At the same time, TI's TPSM53604 enables engineers to reduce the size of power solutions by 30 percent and consume 50 percent less power than earlier devices (Figure 2). Because 42% of the TPSM53604's Quad Flat No-Lead (QFN) footprint is in contact with the circuit board, the package enables more efficient heat transfer than competing ball grid array (BGA) packages. The TPSM53604 is capable of operating at high ambient temperatures (up to 105°C) to support demanding applications in industrial automation, network infrastructure, test and measurement, industrial transportation, and aerospace and defense environments.

"The TPSM53604 is the smallest 4A, 36V input power module on the market," Nowakowski said. "The device has high power density, excellent thermal performance, and low EMI [electromagnetic interference] noise. We were able to achieve these benefits by integrating inductors and other passive components into a 3D module design while addressing several design challenges. "

The TPSM53604 power module addresses thermal design issues by integrating a very efficient IC within a routable leadframe quad fan package.

Gallium Nitride Technology

In addition to improving conduction losses, the use of GaN can significantly reduce switching losses by increasing the switch turn-on speed. Increasing the switching frequency also reduces the size of many large components such as transformers, inductors, and output capacitors. GaN has better thermal conductivity and can withstand higher temperatures than silicon. Both of these attributes help reduce the need for thermal management components such as bulky heat sinks and cooling units, thereby significantly reducing the overall size and weight of the power supply.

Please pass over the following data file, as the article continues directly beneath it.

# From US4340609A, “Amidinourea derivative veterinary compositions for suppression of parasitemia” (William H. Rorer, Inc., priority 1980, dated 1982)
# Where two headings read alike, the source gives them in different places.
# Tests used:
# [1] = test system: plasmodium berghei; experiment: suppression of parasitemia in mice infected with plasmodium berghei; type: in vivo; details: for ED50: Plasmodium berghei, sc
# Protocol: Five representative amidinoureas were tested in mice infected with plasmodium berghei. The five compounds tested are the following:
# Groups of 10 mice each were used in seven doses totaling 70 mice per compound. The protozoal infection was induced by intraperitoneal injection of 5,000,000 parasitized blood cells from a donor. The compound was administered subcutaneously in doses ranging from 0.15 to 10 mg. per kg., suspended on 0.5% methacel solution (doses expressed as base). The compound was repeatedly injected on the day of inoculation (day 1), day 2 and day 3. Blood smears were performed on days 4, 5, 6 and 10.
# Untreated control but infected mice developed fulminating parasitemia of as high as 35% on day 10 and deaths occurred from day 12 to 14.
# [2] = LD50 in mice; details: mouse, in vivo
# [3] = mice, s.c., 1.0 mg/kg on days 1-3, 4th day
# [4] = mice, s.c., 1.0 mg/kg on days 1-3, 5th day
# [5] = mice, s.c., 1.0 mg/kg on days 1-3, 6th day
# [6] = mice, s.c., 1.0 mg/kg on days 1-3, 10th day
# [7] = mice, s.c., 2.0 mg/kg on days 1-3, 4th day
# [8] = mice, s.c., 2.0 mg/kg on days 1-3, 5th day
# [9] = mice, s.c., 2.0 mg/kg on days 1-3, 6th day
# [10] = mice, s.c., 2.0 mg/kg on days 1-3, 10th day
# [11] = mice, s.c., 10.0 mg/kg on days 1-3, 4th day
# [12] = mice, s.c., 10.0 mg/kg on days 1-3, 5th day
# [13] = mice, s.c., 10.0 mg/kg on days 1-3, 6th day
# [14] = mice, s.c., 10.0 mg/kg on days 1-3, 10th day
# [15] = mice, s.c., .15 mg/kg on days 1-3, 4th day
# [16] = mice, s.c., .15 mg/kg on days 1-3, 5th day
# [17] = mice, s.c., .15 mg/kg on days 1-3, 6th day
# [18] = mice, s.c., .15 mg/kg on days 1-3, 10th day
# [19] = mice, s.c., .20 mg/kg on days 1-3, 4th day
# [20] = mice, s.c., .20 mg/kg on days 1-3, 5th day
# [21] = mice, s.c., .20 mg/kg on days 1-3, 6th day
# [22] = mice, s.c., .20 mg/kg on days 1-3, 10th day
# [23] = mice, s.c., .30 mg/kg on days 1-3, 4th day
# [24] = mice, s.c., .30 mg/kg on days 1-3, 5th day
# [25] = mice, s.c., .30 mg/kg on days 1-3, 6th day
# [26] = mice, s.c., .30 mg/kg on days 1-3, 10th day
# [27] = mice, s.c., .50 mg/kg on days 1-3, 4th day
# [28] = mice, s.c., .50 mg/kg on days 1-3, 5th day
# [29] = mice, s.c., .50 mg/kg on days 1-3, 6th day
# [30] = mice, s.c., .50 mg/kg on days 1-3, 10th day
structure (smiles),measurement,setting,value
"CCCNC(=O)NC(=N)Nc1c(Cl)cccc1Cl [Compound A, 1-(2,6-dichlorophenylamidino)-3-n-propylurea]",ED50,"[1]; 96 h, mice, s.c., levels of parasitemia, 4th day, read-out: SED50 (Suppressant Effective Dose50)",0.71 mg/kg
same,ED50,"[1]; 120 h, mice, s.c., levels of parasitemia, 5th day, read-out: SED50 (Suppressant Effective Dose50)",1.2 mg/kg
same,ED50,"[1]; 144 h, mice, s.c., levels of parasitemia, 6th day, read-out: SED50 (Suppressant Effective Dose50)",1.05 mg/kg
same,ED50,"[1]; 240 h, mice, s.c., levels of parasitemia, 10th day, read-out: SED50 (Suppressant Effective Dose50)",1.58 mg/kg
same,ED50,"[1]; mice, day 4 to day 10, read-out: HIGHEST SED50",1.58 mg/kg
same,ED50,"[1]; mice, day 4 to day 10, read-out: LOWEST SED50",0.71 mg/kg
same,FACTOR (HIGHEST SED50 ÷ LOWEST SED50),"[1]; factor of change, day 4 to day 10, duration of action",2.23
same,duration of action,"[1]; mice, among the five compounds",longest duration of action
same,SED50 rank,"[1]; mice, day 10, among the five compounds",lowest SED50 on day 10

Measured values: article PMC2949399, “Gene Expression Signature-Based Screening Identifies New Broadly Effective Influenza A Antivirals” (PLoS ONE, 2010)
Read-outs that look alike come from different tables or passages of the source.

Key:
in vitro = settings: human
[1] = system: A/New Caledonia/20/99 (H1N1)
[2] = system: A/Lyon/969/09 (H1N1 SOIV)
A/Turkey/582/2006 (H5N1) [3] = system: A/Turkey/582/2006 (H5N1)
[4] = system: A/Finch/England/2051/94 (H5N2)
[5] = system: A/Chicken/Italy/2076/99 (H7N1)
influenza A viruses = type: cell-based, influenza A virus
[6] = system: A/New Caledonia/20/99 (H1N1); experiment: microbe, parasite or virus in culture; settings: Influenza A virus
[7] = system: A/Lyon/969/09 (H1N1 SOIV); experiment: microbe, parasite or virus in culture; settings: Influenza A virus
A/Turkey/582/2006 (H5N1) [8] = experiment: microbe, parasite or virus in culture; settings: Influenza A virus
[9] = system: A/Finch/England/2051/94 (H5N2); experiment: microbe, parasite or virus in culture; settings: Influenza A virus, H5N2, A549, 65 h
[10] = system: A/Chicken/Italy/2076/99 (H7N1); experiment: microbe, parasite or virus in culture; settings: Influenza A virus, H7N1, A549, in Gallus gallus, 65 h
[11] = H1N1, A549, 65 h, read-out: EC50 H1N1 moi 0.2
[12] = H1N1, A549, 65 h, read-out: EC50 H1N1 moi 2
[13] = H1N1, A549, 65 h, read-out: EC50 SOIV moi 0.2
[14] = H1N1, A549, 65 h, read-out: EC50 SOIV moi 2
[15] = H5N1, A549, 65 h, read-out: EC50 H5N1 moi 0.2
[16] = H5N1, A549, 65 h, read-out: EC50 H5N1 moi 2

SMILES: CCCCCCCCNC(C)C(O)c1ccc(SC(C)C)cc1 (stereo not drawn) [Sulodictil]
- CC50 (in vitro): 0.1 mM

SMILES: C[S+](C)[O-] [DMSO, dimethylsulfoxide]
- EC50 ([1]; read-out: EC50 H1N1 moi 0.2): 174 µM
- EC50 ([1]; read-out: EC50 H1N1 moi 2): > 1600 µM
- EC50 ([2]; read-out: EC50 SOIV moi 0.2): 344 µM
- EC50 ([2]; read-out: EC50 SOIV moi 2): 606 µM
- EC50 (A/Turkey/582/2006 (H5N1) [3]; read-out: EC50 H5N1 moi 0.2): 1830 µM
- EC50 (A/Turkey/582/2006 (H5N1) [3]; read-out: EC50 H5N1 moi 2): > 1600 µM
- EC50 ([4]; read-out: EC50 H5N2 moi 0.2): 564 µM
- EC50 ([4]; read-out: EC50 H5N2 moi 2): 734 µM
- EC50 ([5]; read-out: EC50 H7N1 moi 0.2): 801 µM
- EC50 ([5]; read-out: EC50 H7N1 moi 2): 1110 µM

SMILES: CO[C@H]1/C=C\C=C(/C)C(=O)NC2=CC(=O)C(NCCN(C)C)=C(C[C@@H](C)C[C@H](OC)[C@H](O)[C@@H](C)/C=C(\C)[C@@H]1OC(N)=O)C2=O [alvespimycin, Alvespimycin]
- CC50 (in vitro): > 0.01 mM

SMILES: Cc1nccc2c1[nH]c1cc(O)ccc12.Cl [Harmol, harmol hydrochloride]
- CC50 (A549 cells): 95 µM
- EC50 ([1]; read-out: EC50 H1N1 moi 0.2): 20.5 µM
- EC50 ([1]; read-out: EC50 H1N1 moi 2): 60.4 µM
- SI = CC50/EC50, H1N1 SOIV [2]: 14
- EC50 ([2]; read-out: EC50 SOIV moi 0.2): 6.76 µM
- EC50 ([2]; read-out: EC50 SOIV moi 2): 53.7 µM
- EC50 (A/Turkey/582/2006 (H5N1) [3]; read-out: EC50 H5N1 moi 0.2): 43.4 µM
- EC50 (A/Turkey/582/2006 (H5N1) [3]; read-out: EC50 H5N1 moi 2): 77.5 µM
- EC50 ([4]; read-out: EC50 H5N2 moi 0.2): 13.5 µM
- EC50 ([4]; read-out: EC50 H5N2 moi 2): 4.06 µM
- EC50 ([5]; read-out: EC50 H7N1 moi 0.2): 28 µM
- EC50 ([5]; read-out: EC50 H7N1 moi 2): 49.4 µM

"The faster the frequency, the less magnetic, the smaller the capacitor, the higher the density," said Steve Tom, product line manager for GaN technology at Texas Instruments. "The beauty of GaN is that we can switch faster without heat loss, which is why The reason for such high power density and efficiency."

A major concern is the reliability of the equipment. "We've done over 30 million device hours," Tom said. "As of this year, we have processed 3 GW of power conversion to show that our devices have a robust SOA. They are ideal for power supply and inverter applications."

The GaN solution family integrates high-speed gate drivers, EMI control, thermal and overcurrent protection with 100ns response time. Integrated devices provide an optimized layout to minimize parasitic inductance, maximize common-mode transient immunity (CMTI, measured in dV/dt), and reduce board space.

“One of the unique advantages we offer at TI is our GaN supply chain,” Tom said. “TI owns the GaN process and operates the entire manufacturing process from [epitaxial] to packaging and testing. Then we combine GaN FETs with optimized drivers to achieve the highest speed, highest performance, highest reliability systems.” TI Ownership complete product portfolio of 150-mΩ, 70-mΩ and 50-mΩ 600-V GaN FETs. These devices support high-density designs in industrial, telecom, server and personal electronics applications.


Figure 3: GaN applications (Image: Texas Instruments)

To expand the use of GaN in new applications such as automotive, grid-connected storage, and solar (Figure 3), TI is demonstrating its own convection-cooled, 900V, 5kW bidirectional AC/DC platform. The platform can deliver 99.2% peak efficiency without cooling fans, with a scalable multi-stage solution for 5 kW and natural convection. It includes LMG3410R050 GaN and C2000 digital controllers and supports bus voltages up to 1.4 kV.

FPGA Applications

Due to their programmable nature, FPGAs are ideal for many different markets. The following markets and applications are addressed::

Aerospace and military products 

ASIC prototyping 


Broadcast and Professional AV

Consumer Electronics

Data Centers

High Performance Computing and Data Storage - Industrial 




Video & Image Processing

Wired Communications

Wireless Communication